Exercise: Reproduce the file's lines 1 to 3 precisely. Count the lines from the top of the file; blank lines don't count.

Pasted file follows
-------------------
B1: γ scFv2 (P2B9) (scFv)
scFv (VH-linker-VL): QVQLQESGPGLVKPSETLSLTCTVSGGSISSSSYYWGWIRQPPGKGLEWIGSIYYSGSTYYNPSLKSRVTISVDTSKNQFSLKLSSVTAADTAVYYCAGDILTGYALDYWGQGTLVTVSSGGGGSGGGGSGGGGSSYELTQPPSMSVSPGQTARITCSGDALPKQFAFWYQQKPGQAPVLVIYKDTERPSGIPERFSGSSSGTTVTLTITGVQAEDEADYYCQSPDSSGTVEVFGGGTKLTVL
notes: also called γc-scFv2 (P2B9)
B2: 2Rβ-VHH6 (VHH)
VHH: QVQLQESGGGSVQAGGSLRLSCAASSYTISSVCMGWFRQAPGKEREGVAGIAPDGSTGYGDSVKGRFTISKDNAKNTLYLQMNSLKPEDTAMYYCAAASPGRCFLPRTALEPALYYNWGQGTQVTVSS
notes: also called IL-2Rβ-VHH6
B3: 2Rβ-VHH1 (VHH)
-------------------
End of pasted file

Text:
B1: γ scFv2 (P2B9) (scFv)
scFv (VH-linker-VL): QVQLQESGPGLVKPSETLSLTCTVSGGSISSSSYYWGWIRQPPGKGLEWIGSIYYSGSTYYNPSLKSRVTISVDTSKNQFSLKLSSVTAADTAVYYCAGDILTGYALDYWGQGTLVTVSSGGGGSGGGGSGGGGSSYELTQPPSMSVSPGQTARITCSGDALPKQFAFWYQQKPGQAPVLVIYKDTERPSGIPERFSGSSSGTTVTLTITGVQAEDEADYYCQSPDSSGTVEVFGGGTKLTVL
notes: also called γc-scFv2 (P2B9)